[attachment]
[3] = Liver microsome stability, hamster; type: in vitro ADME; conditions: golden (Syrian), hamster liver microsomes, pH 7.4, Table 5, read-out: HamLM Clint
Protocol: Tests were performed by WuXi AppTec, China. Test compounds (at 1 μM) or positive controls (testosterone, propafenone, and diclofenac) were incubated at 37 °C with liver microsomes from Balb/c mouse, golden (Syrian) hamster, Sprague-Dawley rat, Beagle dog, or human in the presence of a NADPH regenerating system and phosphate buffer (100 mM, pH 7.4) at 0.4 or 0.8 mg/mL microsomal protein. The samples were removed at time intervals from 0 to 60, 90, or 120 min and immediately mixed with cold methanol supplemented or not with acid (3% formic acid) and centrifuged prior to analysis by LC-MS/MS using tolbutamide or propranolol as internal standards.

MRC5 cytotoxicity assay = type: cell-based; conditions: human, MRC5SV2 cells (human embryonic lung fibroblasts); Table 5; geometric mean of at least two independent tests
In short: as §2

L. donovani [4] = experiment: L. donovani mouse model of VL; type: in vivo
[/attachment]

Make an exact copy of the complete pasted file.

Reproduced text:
[3] = Liver microsome stability, hamster; type: in vitro ADME; conditions: golden (Syrian), hamster liver microsomes, pH 7.4, Table 5, read-out: HamLM Clint
Protocol: Tests were performed by WuXi AppTec, China. Test compounds (at 1 μM) or positive controls (testosterone, propafenone, and diclofenac) were incubated at 37 °C with liver microsomes from Balb/c mouse, golden (Syrian) hamster, Sprague-Dawley rat, Beagle dog, or human in the presence of a NADPH regenerating system and phosphate buffer (100 mM, pH 7.4) at 0.4 or 0.8 mg/mL microsomal protein. The samples were removed at time intervals from 0 to 60, 90, or 120 min and immediately mixed with cold methanol supplemented or not with acid (3% formic acid) and centrifuged prior to analysis by LC-MS/MS using tolbutamide or propranolol as internal standards.

MRC5 cytotoxicity assay = type: cell-based; conditions: human, MRC5SV2 cells (human embryonic lung fibroblasts); Table 5; geometric mean of at least two independent tests
In short: as §2

L. donovani [4] = experiment: L. donovani mouse model of VL; type: in vivo